The carefree way in which the characters in this film talk about psychopathy intrigued me, as all things related to psychopaths usually does. I don’t buy into all that talk of it’s a representation of the psychopathy within Hollywood rubbish, or rather, I don’t see it. This film is more like a vivid imagery of a conversation, the like of which I would engage in with my other strange minded associates. I can’t say that this film had an immense amount of direction or that there is anyone else who would enjoy it, but I found I liked this film.

I think myself and Martin McDonagh might be able to collaborate on quite a successful movie script…

4.5/5

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Film: The Hobbit

I went to see The Hobbit two days ago, which, as I realise, was long after the rest of the world had seen it. But, as I said before, I’m not the run to the cinema to catch the film before it’s even released kind of person. Nonetheless, as I’ve watched the rest of Peter Jackson’s masterworks at the cinema, I thought it best to continue this tradition. First off, I will have to admit that I have not read any of JRR Tolkein’s books all the way through, the first few pages were more than enough to persuade me otherwise.

I have to say, I thought the film started all too slowly. There were way too many scenes of dwarves eating, drinking, and being merry for the beginning of an epic adventure trilogy. My attention got kind of lost in the first half an hour, and I found myself yawning a couple of times (this was not a late showing). But, as the pack set of, in similar fashion to the fellowship in LOTR, the storyline finally got going – I was finally intrigued, sitting upright, and paying attention.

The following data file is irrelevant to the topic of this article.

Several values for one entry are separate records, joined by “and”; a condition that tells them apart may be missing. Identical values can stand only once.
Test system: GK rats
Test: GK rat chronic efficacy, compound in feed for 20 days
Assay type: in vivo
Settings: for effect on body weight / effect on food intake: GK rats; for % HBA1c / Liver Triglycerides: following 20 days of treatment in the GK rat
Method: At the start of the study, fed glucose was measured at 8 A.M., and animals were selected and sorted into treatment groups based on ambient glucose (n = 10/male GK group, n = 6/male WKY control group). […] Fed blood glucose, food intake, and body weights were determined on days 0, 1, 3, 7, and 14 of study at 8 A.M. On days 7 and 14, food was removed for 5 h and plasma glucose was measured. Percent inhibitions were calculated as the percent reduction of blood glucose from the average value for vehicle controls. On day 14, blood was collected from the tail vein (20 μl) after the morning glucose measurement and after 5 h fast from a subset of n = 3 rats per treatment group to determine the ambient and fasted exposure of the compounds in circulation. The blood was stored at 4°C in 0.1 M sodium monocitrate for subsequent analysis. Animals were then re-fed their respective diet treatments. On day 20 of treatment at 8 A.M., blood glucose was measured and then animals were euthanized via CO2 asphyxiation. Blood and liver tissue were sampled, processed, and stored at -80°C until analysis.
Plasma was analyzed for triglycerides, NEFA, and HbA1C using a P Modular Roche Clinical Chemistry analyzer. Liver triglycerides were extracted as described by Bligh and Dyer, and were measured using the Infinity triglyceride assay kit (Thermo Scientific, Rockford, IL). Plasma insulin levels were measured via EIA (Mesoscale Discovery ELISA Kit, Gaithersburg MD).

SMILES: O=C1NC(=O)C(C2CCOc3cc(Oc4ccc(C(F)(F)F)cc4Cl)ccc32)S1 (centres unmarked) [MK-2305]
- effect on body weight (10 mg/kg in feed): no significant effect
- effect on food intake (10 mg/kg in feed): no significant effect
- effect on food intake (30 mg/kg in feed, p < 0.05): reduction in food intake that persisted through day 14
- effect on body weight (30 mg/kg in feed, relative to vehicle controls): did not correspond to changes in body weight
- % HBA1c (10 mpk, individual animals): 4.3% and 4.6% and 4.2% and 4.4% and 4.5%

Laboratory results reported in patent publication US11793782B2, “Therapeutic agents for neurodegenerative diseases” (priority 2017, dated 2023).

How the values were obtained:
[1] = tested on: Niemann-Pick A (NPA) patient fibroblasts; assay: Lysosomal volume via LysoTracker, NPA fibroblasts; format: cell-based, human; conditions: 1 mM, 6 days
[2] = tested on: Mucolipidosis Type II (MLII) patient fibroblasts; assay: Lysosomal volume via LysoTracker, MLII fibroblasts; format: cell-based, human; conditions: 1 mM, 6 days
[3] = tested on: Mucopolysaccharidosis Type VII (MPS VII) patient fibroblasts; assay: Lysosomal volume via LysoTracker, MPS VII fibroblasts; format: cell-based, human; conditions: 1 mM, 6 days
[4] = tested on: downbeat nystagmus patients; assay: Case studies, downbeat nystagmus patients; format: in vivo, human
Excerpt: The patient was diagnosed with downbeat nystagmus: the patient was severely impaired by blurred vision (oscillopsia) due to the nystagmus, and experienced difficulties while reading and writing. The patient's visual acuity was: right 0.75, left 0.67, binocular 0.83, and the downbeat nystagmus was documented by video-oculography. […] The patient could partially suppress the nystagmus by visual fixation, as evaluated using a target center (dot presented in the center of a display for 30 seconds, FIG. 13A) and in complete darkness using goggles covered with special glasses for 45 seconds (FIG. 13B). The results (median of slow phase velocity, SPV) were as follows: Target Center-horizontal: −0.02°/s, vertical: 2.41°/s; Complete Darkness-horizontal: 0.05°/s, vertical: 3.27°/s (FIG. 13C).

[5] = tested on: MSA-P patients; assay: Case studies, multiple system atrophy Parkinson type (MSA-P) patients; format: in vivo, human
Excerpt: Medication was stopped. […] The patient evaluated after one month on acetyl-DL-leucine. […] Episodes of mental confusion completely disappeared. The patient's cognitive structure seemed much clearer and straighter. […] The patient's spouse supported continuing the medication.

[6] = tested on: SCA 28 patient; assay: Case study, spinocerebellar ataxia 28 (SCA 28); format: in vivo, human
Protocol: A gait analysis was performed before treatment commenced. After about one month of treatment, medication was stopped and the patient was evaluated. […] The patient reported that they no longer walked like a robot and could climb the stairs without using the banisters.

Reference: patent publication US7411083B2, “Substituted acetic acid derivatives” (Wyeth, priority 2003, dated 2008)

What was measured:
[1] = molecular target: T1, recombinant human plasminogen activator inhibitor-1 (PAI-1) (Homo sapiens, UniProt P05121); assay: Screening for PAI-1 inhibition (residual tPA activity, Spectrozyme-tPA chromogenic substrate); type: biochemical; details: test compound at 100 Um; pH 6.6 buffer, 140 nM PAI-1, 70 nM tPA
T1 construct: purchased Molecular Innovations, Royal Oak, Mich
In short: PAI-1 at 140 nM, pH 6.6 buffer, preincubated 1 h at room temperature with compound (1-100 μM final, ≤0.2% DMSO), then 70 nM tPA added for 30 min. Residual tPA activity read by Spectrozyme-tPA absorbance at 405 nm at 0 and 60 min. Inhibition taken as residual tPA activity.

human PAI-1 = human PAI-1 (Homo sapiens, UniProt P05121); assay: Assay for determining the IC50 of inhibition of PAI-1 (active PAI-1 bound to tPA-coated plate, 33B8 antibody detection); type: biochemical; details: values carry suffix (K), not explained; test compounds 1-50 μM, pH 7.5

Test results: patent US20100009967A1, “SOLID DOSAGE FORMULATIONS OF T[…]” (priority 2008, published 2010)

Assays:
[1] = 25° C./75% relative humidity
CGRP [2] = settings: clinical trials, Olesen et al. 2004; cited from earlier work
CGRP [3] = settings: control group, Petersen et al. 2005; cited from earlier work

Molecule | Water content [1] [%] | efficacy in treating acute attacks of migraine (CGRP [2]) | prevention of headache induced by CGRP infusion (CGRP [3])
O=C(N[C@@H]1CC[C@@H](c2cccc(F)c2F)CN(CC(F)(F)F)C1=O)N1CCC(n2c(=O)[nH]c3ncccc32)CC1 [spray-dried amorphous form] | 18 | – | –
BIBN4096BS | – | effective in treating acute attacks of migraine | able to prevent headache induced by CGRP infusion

This film, and indeed, I expect this trilogy, set forward a familiar feel, some familiar faces, and a whole host of different beasts that I had become accustomed to having seen the LOTR more times than perhaps is cool to admit…

The scenery, as always, is amazing enough to want to watch this. And, although I will try not to give away too much, it was nice to see some characters, who I had far before deemed evil, pick up a role in which they are on the side of good (no, I’m not talking about Saruman at all…). The Star Wars-esque stuff of trying to forget the future so you can focus on the past, is not too difficult in this film. I’m not sure why that is, I just found this really easy to follow.

Martin Freeman is well deserving of the role of the young Bilbo Baggins. I’ve come to admire him as an actor, especially since his successful enactment of Dr Watson. My secondary school English Literature teacher actually taught Martin Freeman as well, which means, by proxy, that is my claim to fame.

My other half is not a fan of Lord of The Rings, and as I believe, has never seen any of the films all the way through, so this will need to be rectified immediately (especially after having to frustratingly explain that Gandalf is not Dumbledore, and that they come from two completely different film franchises).

I am looking forward to the next two instalments and to the LOTR marathon I have been promised this weekend.

5/5